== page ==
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Greens MLC John Kaye has launched a bill to protect medical users of marijuana from criminal prosecution

Greens push for green reform

NSW Greens MLC John Kaye has launched a bill to shield medical users of cannabis from criminal prosecution.

The Drug Legislation Amendment (Use of Cannabis for Medical Purposes) Bill 2014 seeks to exempt terminally ill patients and their carers, who are certified by a treating doctor, from prosecution for possession of up to 15 grams of crude cannabis.

Mr Kaye believes “the tide is turning” for marijuana regulation. The MLC cited increasing community and parliamentary support for law reform following the public struggle of cancer patient Daniel Haslam.

“Senior police, health experts and MPs from five of the six parties in parliament are calling for humanitarian reform … Even Agriculture Minister Barnaby Joyce … is now much more open to the idea,” Mr Kaye said.

After meeting with Mr Haslam last week, Mr Joyce has modified his previously hardline views on medicinal marijuana.

“I’m absolutely moved by the plight of the Haslams … If there’s a capacity to have medical use of cannabis and it’s properly controlled … then it’s worthy of consideration,” Mr Joyce said.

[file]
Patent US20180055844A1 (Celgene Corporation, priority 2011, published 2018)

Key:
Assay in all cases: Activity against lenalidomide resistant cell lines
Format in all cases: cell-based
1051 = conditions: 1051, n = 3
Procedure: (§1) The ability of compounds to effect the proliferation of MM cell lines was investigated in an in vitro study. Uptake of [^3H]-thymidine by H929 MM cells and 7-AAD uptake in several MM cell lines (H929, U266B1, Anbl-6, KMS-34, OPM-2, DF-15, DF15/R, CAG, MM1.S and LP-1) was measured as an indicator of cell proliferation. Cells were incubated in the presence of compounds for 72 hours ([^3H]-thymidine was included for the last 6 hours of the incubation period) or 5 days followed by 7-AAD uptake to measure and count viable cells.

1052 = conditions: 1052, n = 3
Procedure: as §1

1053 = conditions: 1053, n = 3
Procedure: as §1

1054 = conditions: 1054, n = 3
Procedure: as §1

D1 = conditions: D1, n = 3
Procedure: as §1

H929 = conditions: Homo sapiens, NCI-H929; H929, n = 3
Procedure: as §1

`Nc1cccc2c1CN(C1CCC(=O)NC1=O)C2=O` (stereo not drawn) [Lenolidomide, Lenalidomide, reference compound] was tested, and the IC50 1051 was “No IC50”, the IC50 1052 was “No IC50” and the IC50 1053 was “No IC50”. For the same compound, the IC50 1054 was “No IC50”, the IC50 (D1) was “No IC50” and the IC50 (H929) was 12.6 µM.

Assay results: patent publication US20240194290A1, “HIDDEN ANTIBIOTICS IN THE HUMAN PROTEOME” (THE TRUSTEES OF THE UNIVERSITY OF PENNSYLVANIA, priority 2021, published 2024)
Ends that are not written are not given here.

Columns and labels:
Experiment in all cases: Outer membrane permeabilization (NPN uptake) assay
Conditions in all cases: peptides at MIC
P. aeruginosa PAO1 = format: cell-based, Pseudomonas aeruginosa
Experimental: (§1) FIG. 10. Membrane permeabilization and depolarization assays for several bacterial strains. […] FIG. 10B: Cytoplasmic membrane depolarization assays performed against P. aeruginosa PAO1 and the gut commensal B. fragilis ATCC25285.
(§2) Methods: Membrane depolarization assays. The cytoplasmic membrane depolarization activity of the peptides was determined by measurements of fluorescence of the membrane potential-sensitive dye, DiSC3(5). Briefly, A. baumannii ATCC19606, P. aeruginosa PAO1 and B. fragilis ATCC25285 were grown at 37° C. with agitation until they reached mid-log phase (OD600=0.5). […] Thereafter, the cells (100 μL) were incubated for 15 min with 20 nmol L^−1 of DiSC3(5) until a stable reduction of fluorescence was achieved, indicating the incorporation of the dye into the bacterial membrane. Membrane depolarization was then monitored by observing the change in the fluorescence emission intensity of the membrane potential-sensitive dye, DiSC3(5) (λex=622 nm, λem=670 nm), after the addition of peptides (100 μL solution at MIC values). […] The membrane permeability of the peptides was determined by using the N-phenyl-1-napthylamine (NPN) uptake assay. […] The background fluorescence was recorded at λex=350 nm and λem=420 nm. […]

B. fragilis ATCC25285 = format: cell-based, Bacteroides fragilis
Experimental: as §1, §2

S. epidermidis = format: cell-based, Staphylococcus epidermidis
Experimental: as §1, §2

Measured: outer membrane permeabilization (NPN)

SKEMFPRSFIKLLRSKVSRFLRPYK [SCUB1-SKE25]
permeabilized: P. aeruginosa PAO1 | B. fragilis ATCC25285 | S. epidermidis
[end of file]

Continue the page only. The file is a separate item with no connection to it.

Slower speeds for inner city

Roads in the Sydney CBD running from Circular Quay to Hay Street are set to have their speed limit reduced by 10 km/h after the NSW Liberal government announced its plans to create a new 40 km/h zone by the end of 2014.

So far this year, three pedestrians have died as a result of road-related accidents, and the majority of pedestrian fatalities in the past four years have occurred in the proposed 40 km/h zone.

The announcement came after the eruption of public outcry over five school children being hit by cars in one week, prompting road safety experts to call for stricter speed limits.

City of Sydney council has welcomed the plan, with the Lord Mayor Clover Moore applauding the state government’s commitment to pedestrian safety.

“Pedestrians are very vulnerable road users, so even a slight reduction in vehicle speed can significantly reduce the severity and consequences of a collision,” she said.

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